Four reasons we love the nonsensical but brilliant A1 Quattro
IT MAKES NOSENSE
The only explanation for the A1 Quattro’s existence is an excess of inspirational ‘take a chance, do it, seize the day’ type quote books in Ingolstadt the day the car was signed off, because it’s a deeply un-Audi product, really: a high-cost, low-volume enthusiast car born of inefficient platform engineering.
A skunkworks project, the considerable effort that went into making the ATs Polo/Fabia/Ibiza platform drive all four wheels goes some way towards explaining that price – £41,035. More sophisticated multi-link rear suspension replaced the usual torsion beam set-up, the rear diff replaced the spare wheel well, the fuel tank changed shape to accommodate the propshaft, and some kind of giant shoehorn must have been fabricated to squeeze a 252bhp 2.0-litre turbo four into the engine bay.
Colgate-white turbofan wheels. Jewel-like anodised red wheel- nuts. Chisel-sharp roof spoiler. A stance laden with menace. The A1 Quattro’s economies-of-scale, mass-produced successor, the Si, may share a name with a rally car, but the extravagantly spoilered A1 Quattro looks like it shares some of its bodywork. If there’s ever been a cooler looking supermini, we haven’t found it.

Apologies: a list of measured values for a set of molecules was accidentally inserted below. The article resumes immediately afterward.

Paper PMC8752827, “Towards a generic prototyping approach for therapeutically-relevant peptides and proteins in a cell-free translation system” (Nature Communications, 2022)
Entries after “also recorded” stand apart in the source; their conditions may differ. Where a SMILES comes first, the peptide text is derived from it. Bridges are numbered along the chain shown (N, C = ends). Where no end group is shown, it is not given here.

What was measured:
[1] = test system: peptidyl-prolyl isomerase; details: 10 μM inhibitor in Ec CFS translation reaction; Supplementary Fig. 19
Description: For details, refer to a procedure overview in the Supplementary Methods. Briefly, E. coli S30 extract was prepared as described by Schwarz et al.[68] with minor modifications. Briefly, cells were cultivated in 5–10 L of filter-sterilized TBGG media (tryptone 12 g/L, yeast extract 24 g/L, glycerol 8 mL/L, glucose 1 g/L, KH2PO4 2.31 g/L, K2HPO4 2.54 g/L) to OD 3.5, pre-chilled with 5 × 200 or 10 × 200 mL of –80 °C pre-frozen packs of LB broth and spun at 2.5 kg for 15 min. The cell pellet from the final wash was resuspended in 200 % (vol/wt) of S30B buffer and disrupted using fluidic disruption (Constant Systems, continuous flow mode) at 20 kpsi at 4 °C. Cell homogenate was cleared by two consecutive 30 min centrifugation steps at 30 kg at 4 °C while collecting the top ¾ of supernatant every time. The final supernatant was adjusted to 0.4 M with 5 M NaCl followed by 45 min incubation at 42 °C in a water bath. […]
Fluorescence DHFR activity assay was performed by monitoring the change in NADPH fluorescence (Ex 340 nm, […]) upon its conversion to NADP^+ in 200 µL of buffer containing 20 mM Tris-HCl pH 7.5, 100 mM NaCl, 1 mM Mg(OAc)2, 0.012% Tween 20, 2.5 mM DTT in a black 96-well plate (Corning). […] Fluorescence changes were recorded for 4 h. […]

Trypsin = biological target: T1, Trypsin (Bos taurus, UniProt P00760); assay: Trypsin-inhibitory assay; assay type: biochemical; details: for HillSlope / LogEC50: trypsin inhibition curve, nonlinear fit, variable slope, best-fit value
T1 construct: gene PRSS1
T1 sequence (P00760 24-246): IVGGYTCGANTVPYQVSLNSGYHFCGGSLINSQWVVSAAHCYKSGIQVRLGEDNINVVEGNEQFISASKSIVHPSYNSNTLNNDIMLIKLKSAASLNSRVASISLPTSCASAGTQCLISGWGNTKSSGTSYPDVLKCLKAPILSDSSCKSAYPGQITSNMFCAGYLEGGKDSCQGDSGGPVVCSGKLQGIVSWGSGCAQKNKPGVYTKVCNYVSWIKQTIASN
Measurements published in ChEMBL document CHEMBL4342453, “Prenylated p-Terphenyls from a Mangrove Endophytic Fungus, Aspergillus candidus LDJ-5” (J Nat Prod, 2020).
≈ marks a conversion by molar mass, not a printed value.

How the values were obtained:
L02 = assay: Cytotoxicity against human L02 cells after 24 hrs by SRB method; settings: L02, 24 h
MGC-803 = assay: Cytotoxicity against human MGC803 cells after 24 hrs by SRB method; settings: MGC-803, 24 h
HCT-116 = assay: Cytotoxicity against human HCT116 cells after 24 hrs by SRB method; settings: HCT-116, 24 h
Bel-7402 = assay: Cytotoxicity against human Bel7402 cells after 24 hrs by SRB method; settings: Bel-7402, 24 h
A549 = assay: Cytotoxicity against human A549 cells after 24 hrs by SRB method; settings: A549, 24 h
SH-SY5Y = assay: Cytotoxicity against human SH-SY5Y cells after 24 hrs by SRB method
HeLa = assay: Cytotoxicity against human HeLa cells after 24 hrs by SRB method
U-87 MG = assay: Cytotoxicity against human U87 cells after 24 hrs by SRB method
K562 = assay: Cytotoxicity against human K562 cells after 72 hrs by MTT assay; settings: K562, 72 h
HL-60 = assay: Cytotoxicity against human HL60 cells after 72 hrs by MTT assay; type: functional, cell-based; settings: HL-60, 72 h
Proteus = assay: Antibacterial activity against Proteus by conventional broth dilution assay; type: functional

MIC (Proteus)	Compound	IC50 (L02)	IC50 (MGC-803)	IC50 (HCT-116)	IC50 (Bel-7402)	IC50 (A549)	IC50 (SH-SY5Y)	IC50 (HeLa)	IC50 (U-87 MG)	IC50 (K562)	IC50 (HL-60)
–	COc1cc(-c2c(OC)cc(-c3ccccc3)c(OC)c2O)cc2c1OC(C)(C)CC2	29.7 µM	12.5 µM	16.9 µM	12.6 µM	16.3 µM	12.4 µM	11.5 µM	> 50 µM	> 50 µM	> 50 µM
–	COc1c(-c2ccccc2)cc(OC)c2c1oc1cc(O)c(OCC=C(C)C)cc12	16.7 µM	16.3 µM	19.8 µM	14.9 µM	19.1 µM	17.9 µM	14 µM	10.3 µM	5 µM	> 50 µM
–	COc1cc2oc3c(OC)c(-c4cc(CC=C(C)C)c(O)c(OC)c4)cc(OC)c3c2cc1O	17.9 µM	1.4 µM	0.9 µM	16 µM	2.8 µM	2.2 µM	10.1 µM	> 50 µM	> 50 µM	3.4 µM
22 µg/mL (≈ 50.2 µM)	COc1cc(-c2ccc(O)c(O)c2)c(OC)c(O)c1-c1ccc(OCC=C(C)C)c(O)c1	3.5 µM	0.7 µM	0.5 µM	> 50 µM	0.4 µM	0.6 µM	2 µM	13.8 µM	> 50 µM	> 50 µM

Compared to the full-production A1, the A1 Quattro’s much more of an event to drive. There’s greater heft to the steering, the suspension’s less yielding and whenever the throttle’s opened with intent the turbo shrieks like a Cup Final refs whistle. As with the Si, a 2.0-litre four-pot supplies the power, but it’s Audi’s older E A113 unit with the wick turned up to a heady 252bhp. There’s the occasional tug of torque steer under power where there’s none in the Si, and the transition from under- to oversteer is spikier in the A1 Quattro. Above all, there’s the sense that you’re driving something more serious and uncompromising, though that won’t slow you down for long. Such is the A1 Quattro’s blend of tiny footprint, parpy speed, leachy grip and punk spirit that every B-road is a playground.
Only 333 A1 Qs were built (19 came to the UK), all left-hand drive and in any colour you liked as long as it was Glacier White.
2012 A1 QUATTRO
Price: £41,035 then, £40k now
Engine: 1998cc 16v turbo 4-cyl, 252bhp @ 6000rpm, 258lb ft @ 2500-4500rpm
Transmission: 6-speed manual, all-wheel drive
Performance: 5.7sec 0-62mph, 152mph